Sending special needs children back to school is always both a joy and a terror.
Many parents worry about whether or not their child will be able to keep up with the schoolwork or if they will make friends. I worry about whether my child will be bullied because he’s different, if he will continue to learn or backpedal because of the change in routine, and how many times I will be called to the school during the first few weeks as he re-adjusts to the new schedule.
Last year, my autistic son started kindergarten. He has a mainstream homeroom teacher, but he was almost never in the classroom, and never unattended. He requires an escort at all times and it hasn’t escaped the notice of other students, though bullying has not yet become an issue. I used to walk him to class every day, until that became disruptive because he didn’t want me to leave.
Despite all the speedbumps on his educational journey, watching him blossom under the tutelage of the special education teachers was one of the most amazing feelings of my life. Every bad day was worth the few that would come along where my son was perfectly happy and excited over some achievement he’d made. Every moment of hardship is forgotten, if only for a while, when he reaches a new milestone. There is a pure, simple joy in watching my son learn something new. His excitement is untainted by the everyday worries of the world because there is no room for that on his wavelength and his happiness is contagious.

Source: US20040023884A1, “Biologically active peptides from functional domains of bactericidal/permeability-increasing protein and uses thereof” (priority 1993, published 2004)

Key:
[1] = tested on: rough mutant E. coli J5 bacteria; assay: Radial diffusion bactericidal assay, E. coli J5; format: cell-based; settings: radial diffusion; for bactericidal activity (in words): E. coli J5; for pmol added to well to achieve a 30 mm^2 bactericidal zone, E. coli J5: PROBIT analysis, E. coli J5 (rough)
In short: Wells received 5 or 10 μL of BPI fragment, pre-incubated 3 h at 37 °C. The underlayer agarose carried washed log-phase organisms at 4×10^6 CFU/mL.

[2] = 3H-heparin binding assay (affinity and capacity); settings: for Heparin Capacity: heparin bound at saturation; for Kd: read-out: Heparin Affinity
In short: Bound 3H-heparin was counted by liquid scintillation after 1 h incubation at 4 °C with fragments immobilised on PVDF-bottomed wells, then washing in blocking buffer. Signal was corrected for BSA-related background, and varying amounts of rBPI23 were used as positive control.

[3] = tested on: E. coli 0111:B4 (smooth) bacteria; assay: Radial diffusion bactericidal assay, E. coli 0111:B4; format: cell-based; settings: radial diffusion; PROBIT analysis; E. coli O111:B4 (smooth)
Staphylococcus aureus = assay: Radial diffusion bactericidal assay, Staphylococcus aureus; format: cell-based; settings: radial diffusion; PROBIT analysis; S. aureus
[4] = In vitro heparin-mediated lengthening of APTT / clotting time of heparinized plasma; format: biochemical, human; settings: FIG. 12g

So many people never stop to think of how difficult even the simple things are for a child with special needs. How much they just want to fit in and play with the other kids. How much it hurts them when they can’t. But parents of those children see it. We suffer as we watch our beloved little ones struggle and fail to be “normal”.